Heavenly Father, You are the real foundation of nations, raising them up to serve and care for the people dwelling inside and outside their boundaries / Thank You for raising up a nation devoted to freedom and interdependence on You / Please bless this country with your Spirit so like Abraham and the followers You called before us, we can be a blessing to others
Help us not to squander our abundance on frivolity / May our strength always be on the side of justice / Help our leaders to be strong enough to seek peace and reject the myth of redemptive violence / May the great, strong hearts of our people be open to cheerful, and when necessary, sacrificial giving / Help our giving to benefit America but also the World / Especially the millions of women and children enslaved throughout it / More than at any time in earth’s history / May all who seek citizenship be welcomed here / And may our legacy be one of enduring equality and liberty
We, the people, still believe there is hope for the least, the last, and the lost because once we were too, but now are found / On this Interdependence Day, and every day till we see Jesus face to face, may we the people continue to put our hope in You
- a personal prayer adapted from multiple scriptures and sources
On a cold January morning in 2007, at a Washington DC Metro Station, one of the greatest musicians in the world played six Bach pieces on a violin worth $3.5 million dollars for about an hour. One of the pieces he played is one of the most intricate pieces of music ever written (for more on this story, click here to read the Washington Post article).
While he played, approximately 2,000 people went through the station, most of them on their way to work. After about 3 minutes, a middle-aged man noticed that there was a musician playing. He slowed his pace and stopped for a few seconds, and then he hurried on to meet his schedule. About 4 minutes later, the violinist received his first dollar. A woman threw money in the hat and, without stopping, continued to walk. At 6 minutes, a young man leaned against the wall to listen to him, then looked at his watch and started to walk again. At 10 minutes, a 3-year old boy stopped but his mother tugged him along hurriedly. This action was repeated by several other children, but every parent without exception forced their children to move on quickly. Bell collected a total of $32 for music he played, but two nights before he played the same set of music to a sold out crowd in Boston each paying about $100/ seat. After 1 hour, he finished playing and silence took over. No one noticed and no one applauded. There was no recognition at all.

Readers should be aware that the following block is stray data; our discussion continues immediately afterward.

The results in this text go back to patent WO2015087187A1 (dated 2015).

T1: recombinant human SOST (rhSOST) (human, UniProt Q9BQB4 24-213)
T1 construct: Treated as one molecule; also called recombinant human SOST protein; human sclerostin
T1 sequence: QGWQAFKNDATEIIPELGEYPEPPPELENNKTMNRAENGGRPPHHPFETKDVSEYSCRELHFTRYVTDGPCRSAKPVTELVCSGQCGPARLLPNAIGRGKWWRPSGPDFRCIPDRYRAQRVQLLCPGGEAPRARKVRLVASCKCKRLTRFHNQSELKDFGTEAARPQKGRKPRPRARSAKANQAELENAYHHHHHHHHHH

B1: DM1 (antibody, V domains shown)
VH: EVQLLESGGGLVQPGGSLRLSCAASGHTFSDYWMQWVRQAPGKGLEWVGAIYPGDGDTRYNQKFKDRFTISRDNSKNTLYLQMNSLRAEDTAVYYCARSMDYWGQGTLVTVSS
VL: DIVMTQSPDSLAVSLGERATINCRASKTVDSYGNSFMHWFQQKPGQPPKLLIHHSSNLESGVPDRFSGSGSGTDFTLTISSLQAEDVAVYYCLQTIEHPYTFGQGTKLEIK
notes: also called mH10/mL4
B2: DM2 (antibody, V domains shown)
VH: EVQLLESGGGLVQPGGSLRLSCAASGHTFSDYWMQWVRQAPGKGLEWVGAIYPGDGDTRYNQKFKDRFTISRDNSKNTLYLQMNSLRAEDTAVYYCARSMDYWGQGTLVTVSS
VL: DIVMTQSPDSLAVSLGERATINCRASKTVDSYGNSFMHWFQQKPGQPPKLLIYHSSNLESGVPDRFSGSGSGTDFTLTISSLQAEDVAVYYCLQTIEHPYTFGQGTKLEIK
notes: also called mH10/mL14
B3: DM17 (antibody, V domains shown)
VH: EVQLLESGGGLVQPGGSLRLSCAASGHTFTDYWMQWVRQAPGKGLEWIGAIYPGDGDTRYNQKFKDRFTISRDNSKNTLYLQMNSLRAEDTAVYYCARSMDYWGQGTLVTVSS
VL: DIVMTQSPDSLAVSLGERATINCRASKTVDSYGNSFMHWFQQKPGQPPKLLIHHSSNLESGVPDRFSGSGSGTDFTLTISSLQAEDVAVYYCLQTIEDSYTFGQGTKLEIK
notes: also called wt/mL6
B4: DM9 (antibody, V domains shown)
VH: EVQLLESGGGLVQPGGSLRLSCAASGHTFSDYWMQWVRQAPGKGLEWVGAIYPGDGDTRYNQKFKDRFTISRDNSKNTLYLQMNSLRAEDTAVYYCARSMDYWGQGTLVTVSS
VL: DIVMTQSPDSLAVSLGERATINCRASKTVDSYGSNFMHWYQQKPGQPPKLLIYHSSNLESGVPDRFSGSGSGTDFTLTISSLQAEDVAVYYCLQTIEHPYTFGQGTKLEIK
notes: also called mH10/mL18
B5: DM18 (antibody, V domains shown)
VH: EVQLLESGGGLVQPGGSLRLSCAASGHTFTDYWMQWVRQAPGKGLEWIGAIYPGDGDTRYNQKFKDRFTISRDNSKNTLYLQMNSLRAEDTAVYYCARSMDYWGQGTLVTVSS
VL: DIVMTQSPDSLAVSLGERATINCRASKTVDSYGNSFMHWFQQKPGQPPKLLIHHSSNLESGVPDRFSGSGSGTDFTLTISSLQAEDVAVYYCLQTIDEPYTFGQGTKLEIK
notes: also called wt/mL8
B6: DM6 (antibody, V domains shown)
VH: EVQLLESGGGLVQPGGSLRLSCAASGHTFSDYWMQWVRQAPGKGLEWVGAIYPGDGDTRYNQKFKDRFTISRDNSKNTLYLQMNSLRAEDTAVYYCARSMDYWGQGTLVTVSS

His incognito concert in DC was organized by the Washington Post as part of a social experiment about perception, taste and people’s priorities. This experiment raised several questions one of which must be: If we do not have a moment to stop and listen to one of the best musicians in the world, playing some of the finest music ever written, with one of the most beautiful instruments ever made, how many other things are we missing as we rush through life?
I thank you, Lord Jesus, for becoming a human being so I do not have to pretend or try to be God / I thank you, Lord Jesus, for becoming finite and limited so I do not have to pretend that I am infinite and limitless / I thank you, crucified God, for becoming mortal
so I do not have to try to make myself immortal / I thank you, Lord Jesus, for becoming inferior so I do not have to pretend that I am superior to anyone /I thank you for being crucified outside the walls, for being expelled and excluded like the sinners and outcasts, so you can meet me where I feel that I am, always outside the walls of worthiness.
I thank you for becoming weak, Lord Jesus, so I don’t have to be strong / I thank you for being willing to be considered imperfect and strange, so I do not have to be perfect and normal / I thank you, Jesus, for being willing to be disapproved of, so I do not have to try so hard to be approved and liked / I thank you for being considered a failure, so I do not have to give my life trying to pretend I’m a success / I thank you for being wrong by the standards of religion and state, so I do not have to be right anywhere, even in my own mind / Into your hands I commit my spirit.
Adapted from Hope Against Darkness, p. 38